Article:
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    Now you're just being deliberately vague. Either answer the question or drop it.


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    If you said that all 400 hp cars are gas guzzlers, then I would've agreed with you, but that wasn't the context in which you said that it was a gas guzzler.
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    The Corvette hasn't always been a 400bhp car. But it has always been a gas-guzzler - even in the mid 70s when their engine output dropped to a paltry 165bhp. Even by 1990, they were only back to 250bhp for the top-of-the-line OHV V-8. Then the 32-valve DOHC-powered ZR-1 appeared and made 375bhp then later produced 405bhp. That's quite a jump in power and efficiency.

    So, what was the context? All I said was that Corvettes were gas-guzzlers. I didn't say that they ONLY Corvettes held this distinction.


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    Leading the class isn't what I'd call embarassing
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    Leading what class? 400bhp cars? V-8 cars? Oh wait, I know... Two seaters with V-8 engines that displace more than 5.0 liters and are available in the US market. That's a pretty narrow class, isn't it?

    It is like Honda saying their F20C engine makes more power than any other 2.0 liter 4-cylinder normally-aspirated engine. It looks good on paper but doesn't really mean much in the real world.

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    although I must say that I'm impressed by the efficiency of the Jag.
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    Yeah, it is pretty impressive, isn't it? And remember, it is ALL down to the engine itself. Think about what the Jag has to contend with.

    It isn't particuarly light (unless you compare it to the earlier, steel-bodied XJ it replaced).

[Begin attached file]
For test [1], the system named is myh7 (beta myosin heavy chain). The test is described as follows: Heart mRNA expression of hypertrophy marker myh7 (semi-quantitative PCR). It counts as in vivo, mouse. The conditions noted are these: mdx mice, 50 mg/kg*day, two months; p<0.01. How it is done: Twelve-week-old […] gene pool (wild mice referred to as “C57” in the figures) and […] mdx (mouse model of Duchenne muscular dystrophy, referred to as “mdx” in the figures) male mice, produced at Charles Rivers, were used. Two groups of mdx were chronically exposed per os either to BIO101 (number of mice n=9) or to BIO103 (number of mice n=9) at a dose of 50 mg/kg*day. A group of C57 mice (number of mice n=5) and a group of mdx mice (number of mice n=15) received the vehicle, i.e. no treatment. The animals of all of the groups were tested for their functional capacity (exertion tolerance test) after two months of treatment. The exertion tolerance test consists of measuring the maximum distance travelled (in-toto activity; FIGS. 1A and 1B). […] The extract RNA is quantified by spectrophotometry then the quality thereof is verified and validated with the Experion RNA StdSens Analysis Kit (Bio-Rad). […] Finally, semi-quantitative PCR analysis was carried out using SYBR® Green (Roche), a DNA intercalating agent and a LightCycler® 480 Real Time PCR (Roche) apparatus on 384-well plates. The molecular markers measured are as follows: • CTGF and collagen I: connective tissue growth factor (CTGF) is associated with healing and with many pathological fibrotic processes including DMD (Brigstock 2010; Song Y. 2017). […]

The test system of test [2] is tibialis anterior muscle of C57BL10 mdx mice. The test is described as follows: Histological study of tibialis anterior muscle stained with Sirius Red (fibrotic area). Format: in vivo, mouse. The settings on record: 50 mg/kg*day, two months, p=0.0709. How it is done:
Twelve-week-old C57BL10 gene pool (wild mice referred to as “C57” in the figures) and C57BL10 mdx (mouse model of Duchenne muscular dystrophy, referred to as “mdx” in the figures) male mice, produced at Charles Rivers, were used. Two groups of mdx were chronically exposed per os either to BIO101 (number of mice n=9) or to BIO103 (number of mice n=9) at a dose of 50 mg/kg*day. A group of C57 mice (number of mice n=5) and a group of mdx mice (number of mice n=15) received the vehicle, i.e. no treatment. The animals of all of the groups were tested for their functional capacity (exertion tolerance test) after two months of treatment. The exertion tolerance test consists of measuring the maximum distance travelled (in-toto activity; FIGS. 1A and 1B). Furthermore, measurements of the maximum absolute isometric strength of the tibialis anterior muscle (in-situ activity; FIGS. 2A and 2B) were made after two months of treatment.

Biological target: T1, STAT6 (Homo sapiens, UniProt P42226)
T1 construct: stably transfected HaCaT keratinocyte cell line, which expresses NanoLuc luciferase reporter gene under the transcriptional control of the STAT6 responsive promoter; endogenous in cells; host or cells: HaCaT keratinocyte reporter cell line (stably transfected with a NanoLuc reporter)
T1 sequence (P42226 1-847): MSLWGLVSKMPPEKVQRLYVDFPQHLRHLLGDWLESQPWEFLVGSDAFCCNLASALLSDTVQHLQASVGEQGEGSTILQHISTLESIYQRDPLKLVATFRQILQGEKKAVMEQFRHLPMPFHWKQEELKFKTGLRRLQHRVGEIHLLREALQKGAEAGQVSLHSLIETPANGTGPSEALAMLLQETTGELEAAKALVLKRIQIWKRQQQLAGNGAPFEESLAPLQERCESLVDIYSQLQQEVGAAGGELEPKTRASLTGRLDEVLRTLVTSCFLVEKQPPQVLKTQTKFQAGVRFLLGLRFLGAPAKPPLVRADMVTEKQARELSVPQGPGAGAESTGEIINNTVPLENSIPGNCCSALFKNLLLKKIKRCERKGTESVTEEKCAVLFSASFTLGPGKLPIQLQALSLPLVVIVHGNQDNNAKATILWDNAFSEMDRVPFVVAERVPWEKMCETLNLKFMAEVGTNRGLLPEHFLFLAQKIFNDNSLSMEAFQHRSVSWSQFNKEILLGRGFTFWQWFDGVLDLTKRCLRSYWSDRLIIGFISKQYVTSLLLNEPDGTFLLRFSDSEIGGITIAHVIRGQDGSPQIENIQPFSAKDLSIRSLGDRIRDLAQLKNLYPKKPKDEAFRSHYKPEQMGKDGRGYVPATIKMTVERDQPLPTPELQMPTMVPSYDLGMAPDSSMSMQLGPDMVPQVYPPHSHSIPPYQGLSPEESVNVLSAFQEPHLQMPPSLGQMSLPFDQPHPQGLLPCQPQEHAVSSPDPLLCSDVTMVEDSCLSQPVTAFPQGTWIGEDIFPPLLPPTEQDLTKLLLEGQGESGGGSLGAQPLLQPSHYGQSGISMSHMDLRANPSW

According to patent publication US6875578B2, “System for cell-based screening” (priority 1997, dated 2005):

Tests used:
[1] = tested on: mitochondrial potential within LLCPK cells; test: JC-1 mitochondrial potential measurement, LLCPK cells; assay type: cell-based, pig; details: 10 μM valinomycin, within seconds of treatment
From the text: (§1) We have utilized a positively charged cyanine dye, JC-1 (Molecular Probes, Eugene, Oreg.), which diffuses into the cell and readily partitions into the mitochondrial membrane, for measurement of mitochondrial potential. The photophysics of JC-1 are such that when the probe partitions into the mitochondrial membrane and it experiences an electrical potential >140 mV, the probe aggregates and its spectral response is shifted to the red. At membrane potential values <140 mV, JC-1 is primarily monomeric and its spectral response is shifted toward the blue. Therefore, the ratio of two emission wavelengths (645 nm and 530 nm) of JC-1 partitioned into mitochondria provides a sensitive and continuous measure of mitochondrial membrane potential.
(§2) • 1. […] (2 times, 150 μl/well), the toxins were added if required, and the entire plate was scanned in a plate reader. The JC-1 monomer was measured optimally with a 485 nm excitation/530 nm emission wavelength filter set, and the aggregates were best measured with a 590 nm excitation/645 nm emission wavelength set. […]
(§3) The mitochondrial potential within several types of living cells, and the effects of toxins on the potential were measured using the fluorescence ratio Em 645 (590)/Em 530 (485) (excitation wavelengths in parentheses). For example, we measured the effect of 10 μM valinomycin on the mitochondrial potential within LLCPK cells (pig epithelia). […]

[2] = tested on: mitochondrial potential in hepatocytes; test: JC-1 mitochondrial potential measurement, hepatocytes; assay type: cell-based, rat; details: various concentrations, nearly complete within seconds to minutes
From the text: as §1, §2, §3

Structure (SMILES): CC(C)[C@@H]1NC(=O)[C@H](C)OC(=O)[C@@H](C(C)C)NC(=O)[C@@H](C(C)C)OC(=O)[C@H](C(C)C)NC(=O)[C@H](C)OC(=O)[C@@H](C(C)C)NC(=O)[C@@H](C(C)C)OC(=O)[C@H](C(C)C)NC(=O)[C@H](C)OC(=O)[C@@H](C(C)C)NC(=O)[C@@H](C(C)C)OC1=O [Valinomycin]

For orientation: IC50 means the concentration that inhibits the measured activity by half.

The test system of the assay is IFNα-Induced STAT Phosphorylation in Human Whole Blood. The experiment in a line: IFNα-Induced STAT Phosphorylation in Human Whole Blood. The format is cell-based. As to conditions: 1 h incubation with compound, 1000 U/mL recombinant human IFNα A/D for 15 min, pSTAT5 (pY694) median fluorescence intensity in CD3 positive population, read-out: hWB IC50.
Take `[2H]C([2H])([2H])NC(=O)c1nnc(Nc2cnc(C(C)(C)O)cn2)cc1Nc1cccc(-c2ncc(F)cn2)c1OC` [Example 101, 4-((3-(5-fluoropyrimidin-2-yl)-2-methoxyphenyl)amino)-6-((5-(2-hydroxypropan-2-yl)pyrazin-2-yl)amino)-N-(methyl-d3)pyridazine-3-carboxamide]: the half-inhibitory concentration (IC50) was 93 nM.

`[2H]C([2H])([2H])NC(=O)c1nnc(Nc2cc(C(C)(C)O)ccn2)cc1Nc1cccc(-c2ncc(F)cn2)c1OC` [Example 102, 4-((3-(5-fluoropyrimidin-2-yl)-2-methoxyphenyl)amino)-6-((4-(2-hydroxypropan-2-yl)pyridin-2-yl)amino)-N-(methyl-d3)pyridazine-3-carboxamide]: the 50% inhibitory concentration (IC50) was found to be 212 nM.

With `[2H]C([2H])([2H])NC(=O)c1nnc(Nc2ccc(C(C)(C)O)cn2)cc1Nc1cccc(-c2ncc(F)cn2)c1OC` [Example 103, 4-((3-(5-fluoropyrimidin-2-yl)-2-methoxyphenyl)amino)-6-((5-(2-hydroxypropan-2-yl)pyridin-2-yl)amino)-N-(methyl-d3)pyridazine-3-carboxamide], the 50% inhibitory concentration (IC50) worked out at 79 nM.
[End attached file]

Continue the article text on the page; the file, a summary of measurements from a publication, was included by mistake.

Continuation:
A supercharger is great if you want to increase the engine's specific output without turbo-lag but in a car this heavy it scarcely matters. A turbocharger would have allowed them to get the power they wanted and with better highway mileage - but they used a blower anyway.

    A manual transmission as an option would have given better mileage beyond that but they decided that no one would want a Jag with a stick.

    And a Cd of .39?! That is simpy appalling. By comparison, the standard Corvette convertible manages .29 and the Z06 - presumably with extra downforce - comes it at .31.

    Yet, in spite of those handicaps, the Jag's engine still manages to pull the car's occupants just as far on a gallon of fuel. It is a shame that Chevy can't even come close to that level of efficiency.

     
  4. Re: Who says Americans can't build exotic supercars.

    You obviously know my answer to that question because you already edited it out.
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    "Now you're just being deliberately vague. Either answer the question or drop it."

    Here's my comments unedited by you:
    "I stand corrected. I can admit when I'm wrong, but you were FAR more wrong than me and you haven't admitted that you were wrong. First of all, you only showed one car that comes close to the Z06's combination of power and fuel consumption. 315 hp obviously isn't close to 405 hp. The fuel consumption isn't very close either for the 911. Secondly, you said that the Z06 was a gas guzzler, yet you can't even find one car near 400 hp that uses less fuel. You weren't just slightly wrong. You had it completely backwards."

    You edited out my answer to your question and then accused me of being vague for not answering your question.
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    "So, what was the context? All I said was that Corvettes were gas-guzzlers. I didn't say that they ONLY Corvettes held this distinction."